The Hunter is slow, inconsistent, and annoyingly unclear about what its intentions are. It is, on the one hand, a wilderness thriller about the search for an elusive animal; the search is so competitive that people are willing to kill for it. On the other hand, it’s a soppy relationship drama founded on nothing made apparent to the audience, apart from the convenience of the right characters being in the right place at the right time. Thirdly, it’s a vague, unrewarding examination of the conflict between the industry and environmentalism, proponents of the former desperate to keep their jobs simply because it’s the only way to keep the local economy going. Finally, it’s an impenetrable character study, the subject a man whose past is a mystery and whose current actions stem from an inexplicable change in perspective.
Adapted from the novel by Julia Leigh, it tells the story of a hunter named Martin (Willem Dafoe), who’s discretely hired by a biotech company to infiltrate the wilderness of Tasmania and track down the Tasmanian Tiger, an animal that by most accounts was considered to have gone extinct nearly eighty years ago. The middleman wants Martin to follow up on two reported sightings, which he claims are from reliable sources. His instructions are to gather organ, blood, and tissue samples and then immediately report back. He’s warned that, although this information has been kept hidden, word always has a way of spreading. He has a few months at most, perhaps even less, before other biotech companies get wind of it. In fact, they may have already gotten wind of it. Martin needs to watch his back.
Although repeatedly referred to as a scientist, Martin has the skills and demeanor of a rugged survivalist and an assassin. In virtually all wilderness scenes, we him living off the land, shooting animals for food and for bait, and setting up small bear traps and covering them with foliage. He even constructs his own crude traps using only twigs and leaves. He has a miniature arsenal at his disposal, along with a case full of plastic bags and test tubes. Initially sealed off and selective in when he speaks, his heart gradually melts when he’s introduced to the family of a local scientist who went missing months earlier. The mother, Lucy (Frances O’Connor), is at first only seen in bed, numb on medications; Martin helps get her off of them, and when he returns after yet another excursion, it’s as if she had never taken a pill in her life. I will not say that they fall in love, but if given half a chance, this story almost certainly would have gone in that direction.
Martin also befriends Lucy’s two children, who essentially fend for themselves in their rustic home – or, more accurately, a hippie compound with poor plumbing, electricity from a shoddy generator, and Christmas lights and speakers hanging from the trees. The precocious daughter, nicknamed Sass (Morgana Davies), is outgoing and talkative. The son, nicknamed Bike (Finn Woodlock), doesn’t say a word. He does, however, express himself through his childish drawings. And wouldn’t you know, one of his pictures provides Martin with a clue as to the location of the Tiger. Martin and Bike form an especially tight bond, although for the life of me, I’m not sure why. Nothing about Martin suggests he would ever consider being a father figure, let alone actually become one.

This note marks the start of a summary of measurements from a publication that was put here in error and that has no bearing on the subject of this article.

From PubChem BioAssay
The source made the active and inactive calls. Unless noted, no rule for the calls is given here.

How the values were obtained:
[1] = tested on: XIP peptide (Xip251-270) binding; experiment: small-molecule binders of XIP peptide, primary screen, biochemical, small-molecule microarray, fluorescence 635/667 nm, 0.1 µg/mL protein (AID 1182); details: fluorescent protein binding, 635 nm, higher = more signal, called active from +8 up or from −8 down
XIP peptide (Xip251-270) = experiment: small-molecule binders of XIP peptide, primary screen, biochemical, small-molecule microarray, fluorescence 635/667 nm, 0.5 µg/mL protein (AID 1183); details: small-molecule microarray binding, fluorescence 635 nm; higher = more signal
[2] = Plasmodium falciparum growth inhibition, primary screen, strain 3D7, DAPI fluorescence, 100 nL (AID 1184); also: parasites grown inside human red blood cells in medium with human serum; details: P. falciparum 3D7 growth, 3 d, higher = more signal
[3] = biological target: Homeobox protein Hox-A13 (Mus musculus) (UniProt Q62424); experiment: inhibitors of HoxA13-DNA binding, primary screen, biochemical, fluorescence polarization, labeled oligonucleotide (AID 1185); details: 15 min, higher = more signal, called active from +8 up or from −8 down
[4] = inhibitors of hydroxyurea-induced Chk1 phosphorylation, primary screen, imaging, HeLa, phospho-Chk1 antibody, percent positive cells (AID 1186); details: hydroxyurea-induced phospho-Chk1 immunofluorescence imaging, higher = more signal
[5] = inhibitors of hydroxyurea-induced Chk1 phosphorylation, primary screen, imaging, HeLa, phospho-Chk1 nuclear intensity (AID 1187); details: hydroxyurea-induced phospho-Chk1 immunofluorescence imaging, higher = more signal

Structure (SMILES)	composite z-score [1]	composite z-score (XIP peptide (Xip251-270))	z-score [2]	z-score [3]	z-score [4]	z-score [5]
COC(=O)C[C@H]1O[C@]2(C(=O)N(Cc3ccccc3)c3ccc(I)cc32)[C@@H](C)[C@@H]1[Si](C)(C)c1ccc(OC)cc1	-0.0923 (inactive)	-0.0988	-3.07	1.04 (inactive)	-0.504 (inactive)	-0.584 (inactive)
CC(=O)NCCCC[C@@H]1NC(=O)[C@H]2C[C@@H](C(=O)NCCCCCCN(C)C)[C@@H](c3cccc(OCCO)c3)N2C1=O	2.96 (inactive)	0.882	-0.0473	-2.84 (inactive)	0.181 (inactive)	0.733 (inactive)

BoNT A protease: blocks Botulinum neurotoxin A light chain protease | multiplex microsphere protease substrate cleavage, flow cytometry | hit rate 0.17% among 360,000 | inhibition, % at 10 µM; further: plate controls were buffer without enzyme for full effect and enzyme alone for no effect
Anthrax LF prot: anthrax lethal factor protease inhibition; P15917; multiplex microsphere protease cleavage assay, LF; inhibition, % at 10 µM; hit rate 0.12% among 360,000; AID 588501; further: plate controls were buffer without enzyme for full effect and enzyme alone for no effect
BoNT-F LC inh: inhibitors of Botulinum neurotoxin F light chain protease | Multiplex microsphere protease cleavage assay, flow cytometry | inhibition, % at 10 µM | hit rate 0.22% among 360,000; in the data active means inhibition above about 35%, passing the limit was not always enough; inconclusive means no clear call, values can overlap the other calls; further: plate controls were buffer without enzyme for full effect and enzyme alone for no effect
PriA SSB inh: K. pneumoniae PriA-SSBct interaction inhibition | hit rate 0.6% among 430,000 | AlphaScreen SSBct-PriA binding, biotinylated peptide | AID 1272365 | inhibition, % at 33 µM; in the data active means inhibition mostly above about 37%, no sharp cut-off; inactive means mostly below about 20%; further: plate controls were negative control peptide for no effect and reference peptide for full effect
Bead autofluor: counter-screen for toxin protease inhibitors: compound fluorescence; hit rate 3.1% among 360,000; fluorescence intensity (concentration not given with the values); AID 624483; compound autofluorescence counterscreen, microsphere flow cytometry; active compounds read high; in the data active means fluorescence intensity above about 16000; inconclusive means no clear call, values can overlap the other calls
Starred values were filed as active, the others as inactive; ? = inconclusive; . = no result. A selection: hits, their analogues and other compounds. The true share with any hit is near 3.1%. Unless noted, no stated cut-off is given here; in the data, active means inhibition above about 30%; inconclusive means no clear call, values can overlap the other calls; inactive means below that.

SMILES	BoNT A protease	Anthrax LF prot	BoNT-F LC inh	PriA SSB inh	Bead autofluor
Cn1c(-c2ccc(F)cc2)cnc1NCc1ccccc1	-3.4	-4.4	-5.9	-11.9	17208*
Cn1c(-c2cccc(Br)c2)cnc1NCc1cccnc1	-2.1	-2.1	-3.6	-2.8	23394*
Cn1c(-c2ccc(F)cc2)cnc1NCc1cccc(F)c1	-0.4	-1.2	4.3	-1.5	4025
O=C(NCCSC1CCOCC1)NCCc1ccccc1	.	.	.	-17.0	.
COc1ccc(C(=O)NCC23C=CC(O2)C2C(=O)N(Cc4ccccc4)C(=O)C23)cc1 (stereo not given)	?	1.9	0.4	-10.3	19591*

Prior to Martin’s arrival, Lucy and her kids are looked after by a man named Jack (Sam Neill), who’s hired to be Martin’s guide through the wilderness. Martin will accept his help, but only to a point; once they reach a cliff overlooking a valley of dense forest, he insists on continuing alone. Jack’s role is not made explicitly clear, although it’s strongly suggested that he has ties to both the evil biotech company and the angry loggers. The latter is an especially ill-fitting subplot, as it doesn’t seem to coincide with either the search for the Tiger or Martin’s growing affection for Lucy and her family. There are a group of men who are convinced Martin is yet another environmental activist sent to take their jobs away. At one point, they drive up to Lucy’s house and fire a warning shot.
The last major action sequence is rather conventional, as it involves the arrival of another biotech operative with his own agenda. Not long after, it becomes a matter of whether or not Martin will find the last remaining Tasmanian Tiger, and no, I will not spoil this for you. I will say that it would have been better had the film ended on that note. But the filmmakers take it one step further and go for an emotional climax, one that comes from nothing the audience can see. If you’ve read my reviews, you know that I don’t have a problem with sentiment. But in this particular story, it feels stylistically out of place. I won’t go so far as to say that The Hunter is a bad film, but it certainly is misguided. It needed a better grasp on character, a more consistent tone, and a less meandering plot.
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